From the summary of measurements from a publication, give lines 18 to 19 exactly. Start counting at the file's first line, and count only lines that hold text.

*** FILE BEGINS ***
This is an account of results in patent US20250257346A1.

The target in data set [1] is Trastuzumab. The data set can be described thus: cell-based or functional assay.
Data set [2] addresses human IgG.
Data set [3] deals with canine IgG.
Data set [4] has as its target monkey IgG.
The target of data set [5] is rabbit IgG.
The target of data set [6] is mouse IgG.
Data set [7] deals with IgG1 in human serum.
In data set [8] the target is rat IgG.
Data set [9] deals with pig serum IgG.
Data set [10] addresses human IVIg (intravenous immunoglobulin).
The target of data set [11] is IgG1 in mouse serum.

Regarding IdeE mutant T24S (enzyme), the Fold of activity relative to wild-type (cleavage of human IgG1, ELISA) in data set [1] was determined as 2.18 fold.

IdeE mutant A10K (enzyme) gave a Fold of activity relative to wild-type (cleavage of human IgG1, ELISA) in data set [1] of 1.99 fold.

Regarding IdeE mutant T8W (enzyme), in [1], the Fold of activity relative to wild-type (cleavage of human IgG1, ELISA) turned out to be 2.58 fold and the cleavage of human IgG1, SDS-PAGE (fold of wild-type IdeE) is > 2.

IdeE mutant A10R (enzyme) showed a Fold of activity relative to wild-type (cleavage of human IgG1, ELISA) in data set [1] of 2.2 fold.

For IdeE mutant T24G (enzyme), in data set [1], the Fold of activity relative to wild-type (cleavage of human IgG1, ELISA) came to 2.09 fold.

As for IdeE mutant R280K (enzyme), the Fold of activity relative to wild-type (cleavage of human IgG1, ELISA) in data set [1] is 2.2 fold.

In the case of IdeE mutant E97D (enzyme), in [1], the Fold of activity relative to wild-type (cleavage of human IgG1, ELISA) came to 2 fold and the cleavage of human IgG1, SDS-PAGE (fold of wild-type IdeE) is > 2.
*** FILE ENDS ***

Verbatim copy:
As for IdeE mutant R280K (enzyme), the Fold of activity relative to wild-type (cleavage of human IgG1, ELISA) in data set [1] is 2.2 fold.

In the case of IdeE mutant E97D (enzyme), in [1], the Fold of activity relative to wild-type (cleavage of human IgG1, ELISA) came to 2 fold and the cleavage of human IgG1, SDS-PAGE (fold of wild-type IdeE) is > 2.